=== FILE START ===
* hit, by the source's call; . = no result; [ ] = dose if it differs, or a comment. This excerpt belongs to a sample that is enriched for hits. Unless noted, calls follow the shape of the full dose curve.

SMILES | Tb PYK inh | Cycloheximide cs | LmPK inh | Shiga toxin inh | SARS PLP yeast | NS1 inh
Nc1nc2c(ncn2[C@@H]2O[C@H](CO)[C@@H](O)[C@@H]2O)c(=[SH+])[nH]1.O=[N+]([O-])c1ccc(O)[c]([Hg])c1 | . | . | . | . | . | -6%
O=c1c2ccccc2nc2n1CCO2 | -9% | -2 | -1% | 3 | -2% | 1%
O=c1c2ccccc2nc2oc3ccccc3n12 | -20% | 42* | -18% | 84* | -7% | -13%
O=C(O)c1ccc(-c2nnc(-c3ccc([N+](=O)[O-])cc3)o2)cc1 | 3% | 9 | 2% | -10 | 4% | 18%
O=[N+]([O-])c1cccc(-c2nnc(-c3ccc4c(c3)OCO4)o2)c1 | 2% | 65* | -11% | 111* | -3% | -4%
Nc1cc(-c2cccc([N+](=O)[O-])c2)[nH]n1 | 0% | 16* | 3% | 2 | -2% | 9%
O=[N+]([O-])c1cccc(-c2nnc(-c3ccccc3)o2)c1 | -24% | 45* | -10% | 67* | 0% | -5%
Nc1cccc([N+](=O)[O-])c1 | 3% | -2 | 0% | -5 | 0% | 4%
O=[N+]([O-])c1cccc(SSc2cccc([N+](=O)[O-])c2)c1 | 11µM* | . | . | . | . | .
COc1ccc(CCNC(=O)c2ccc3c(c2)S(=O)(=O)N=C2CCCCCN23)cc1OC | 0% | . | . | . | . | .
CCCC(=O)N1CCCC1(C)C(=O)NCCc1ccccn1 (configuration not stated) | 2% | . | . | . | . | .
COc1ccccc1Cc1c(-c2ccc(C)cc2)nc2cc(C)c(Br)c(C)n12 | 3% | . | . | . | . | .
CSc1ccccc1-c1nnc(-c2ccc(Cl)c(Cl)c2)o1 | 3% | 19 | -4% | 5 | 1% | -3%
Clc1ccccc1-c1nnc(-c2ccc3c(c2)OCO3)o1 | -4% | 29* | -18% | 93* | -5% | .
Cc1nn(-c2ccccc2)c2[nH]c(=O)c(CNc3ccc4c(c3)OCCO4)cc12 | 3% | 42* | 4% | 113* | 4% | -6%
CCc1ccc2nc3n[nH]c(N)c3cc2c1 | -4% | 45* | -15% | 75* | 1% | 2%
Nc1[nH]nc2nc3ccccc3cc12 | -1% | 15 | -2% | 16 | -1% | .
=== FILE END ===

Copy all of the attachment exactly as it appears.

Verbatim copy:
* hit, by the source's call; . = no result; [ ] = dose if it differs, or a comment. This excerpt belongs to a sample that is enriched for hits. Unless noted, calls follow the shape of the full dose curve.

SMILES | Tb PYK inh | Cycloheximide cs | LmPK inh | Shiga toxin inh | SARS PLP yeast | NS1 inh
Nc1nc2c(ncn2[C@@H]2O[C@H](CO)[C@@H](O)[C@@H]2O)c(=[SH+])[nH]1.O=[N+]([O-])c1ccc(O)[c]([Hg])c1 | . | . | . | . | . | -6%
O=c1c2ccccc2nc2n1CCO2 | -9% | -2 | -1% | 3 | -2% | 1%
O=c1c2ccccc2nc2oc3ccccc3n12 | -20% | 42* | -18% | 84* | -7% | -13%
O=C(O)c1ccc(-c2nnc(-c3ccc([N+](=O)[O-])cc3)o2)cc1 | 3% | 9 | 2% | -10 | 4% | 18%
O=[N+]([O-])c1cccc(-c2nnc(-c3ccc4c(c3)OCO4)o2)c1 | 2% | 65* | -11% | 111* | -3% | -4%
Nc1cc(-c2cccc([N+](=O)[O-])c2)[nH]n1 | 0% | 16* | 3% | 2 | -2% | 9%
O=[N+]([O-])c1cccc(-c2nnc(-c3ccccc3)o2)c1 | -24% | 45* | -10% | 67* | 0% | -5%
Nc1cccc([N+](=O)[O-])c1 | 3% | -2 | 0% | -5 | 0% | 4%
O=[N+]([O-])c1cccc(SSc2cccc([N+](=O)[O-])c2)c1 | 11µM* | . | . | . | . | .
COc1ccc(CCNC(=O)c2ccc3c(c2)S(=O)(=O)N=C2CCCCCN23)cc1OC | 0% | . | . | . | . | .
CCCC(=O)N1CCCC1(C)C(=O)NCCc1ccccn1 (configuration not stated) | 2% | . | . | . | . | .
COc1ccccc1Cc1c(-c2ccc(C)cc2)nc2cc(C)c(Br)c(C)n12 | 3% | . | . | . | . | .
CSc1ccccc1-c1nnc(-c2ccc(Cl)c(Cl)c2)o1 | 3% | 19 | -4% | 5 | 1% | -3%
Clc1ccccc1-c1nnc(-c2ccc3c(c2)OCO3)o1 | -4% | 29* | -18% | 93* | -5% | .
Cc1nn(-c2ccccc2)c2[nH]c(=O)c(CNc3ccc4c(c3)OCCO4)cc12 | 3% | 42* | 4% | 113* | 4% | -6%
CCc1ccc2nc3n[nH]c(N)c3cc2c1 | -4% | 45* | -15% | 75* | 1% | 2%
Nc1[nH]nc2nc3ccccc3cc12 | -1% | 15 | -2% | 16 | -1% | .